Asian Kung-Fu Generation – Kouya wo aruke| Music Video Monday

One of my first favorite Japanese bands was Asian Kung-Fu Generation (Ajikan for short) and 20 years after their debut they still have it. This song is a tie-in with a movie called Yoru wa mijikashi aruke yo otome, by the same team and based on another book by the same author of Tatami Galaxy, my favorite anime series. That show also had a tie-in song with Ajikan and the character design for both is done by Nakamura Yusuke, the artist who draws the Ajikan album covers. The movie just came out this weekend and it was excellent as well.

Japan Video

Non-Japan Video

Upcoming release of tricot’s third full album “3”

The album was announced a couple months ago, but the full details are finally out and about for 3. The Japanese version of the album will be released on May 17th. It will be available as a digital download and as well as in two different physical versions. The first will be a minimalist “Simple is the Best” version with no jacket or lyrics booklet, pictured below, and will sell for 1500 yen.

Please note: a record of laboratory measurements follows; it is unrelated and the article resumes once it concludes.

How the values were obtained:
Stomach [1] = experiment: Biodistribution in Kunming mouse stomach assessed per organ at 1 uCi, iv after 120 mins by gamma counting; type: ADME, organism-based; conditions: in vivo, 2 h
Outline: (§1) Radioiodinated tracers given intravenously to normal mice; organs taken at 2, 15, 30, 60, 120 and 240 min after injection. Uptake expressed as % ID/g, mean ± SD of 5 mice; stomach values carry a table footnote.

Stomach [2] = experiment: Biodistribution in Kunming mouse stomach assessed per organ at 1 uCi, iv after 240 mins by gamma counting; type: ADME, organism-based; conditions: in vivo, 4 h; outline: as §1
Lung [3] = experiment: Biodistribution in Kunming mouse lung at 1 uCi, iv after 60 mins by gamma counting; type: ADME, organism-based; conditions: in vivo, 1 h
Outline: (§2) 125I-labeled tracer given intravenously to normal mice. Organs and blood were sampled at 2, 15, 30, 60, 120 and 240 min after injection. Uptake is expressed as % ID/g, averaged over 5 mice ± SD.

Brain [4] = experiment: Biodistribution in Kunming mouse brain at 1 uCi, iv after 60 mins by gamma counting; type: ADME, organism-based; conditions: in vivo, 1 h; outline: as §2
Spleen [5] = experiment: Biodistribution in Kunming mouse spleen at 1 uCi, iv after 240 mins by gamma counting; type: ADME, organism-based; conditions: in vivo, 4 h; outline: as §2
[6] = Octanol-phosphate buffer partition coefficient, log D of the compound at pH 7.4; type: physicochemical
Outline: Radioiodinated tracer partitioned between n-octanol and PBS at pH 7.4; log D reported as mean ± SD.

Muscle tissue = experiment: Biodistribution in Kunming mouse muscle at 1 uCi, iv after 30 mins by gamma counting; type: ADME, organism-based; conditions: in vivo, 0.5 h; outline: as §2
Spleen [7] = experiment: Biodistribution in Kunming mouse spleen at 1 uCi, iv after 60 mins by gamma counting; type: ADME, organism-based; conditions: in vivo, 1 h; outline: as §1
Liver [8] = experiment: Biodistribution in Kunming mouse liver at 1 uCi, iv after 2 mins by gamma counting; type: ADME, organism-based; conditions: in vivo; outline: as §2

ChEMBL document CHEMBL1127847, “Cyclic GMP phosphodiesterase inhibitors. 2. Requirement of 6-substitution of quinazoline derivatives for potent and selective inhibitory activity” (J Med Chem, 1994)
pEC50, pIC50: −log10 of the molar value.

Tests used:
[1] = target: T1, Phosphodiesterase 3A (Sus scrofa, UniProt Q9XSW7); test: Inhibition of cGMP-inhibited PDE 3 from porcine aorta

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There is also a 999 copy limited edition Deluxe version. The songs will be split into three discs, each curated by one of the band members. It will be in a box designed by artist Cho Hikaru and include a jigsaw puzzle. With the limited number and high price tag of 4,860 yen, it’s only for collectors. Lead vocals Ikkyu mentioned that it initially was going to be even more expensive, but they toned it down. There’s no visual of the Deluxe version available at this time. It’s being sold only at Tower Records and most of the preorders have already sold out, after being made available on Monday night.

Additionally, for the first time tricot’s album will be released by record labels in additional countries. Big Scary Monsters will be releasing it in the UK/EU and Topshelf Records will release it in the U.S. on May 19th. It will be available on CD and vinyl, with a design featuring a taxidermied butterfly.

v600_3_vinyl_coverv600_tricot-3-cd